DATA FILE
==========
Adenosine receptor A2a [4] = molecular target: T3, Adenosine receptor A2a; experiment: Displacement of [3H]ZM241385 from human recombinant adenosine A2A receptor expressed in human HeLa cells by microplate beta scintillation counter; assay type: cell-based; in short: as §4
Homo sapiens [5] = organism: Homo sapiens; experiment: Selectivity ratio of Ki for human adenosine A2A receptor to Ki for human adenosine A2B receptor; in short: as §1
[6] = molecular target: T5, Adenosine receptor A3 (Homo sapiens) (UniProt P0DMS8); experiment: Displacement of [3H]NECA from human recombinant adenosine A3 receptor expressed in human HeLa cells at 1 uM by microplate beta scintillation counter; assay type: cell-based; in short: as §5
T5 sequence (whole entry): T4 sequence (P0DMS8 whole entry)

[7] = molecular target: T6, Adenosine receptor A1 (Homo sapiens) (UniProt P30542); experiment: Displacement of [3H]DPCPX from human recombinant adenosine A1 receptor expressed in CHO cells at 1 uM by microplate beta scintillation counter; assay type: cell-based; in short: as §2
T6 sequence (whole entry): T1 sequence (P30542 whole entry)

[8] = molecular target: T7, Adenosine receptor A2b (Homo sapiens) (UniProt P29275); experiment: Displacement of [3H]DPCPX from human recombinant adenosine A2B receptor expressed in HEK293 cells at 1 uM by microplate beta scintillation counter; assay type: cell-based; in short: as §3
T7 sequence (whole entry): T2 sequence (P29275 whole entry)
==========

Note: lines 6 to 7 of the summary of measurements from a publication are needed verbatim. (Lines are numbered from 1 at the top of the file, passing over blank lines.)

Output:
T6 sequence (whole entry): T1 sequence (P30542 whole entry)

[8] = molecular target: T7, Adenosine receptor A2b (Homo sapiens) (UniProt P29275); experiment: Displacement of [3H]DPCPX from human recombinant adenosine A2B receptor expressed in HEK293 cells at 1 uM by microplate beta scintillation counter; assay type: cell-based; in short: as §3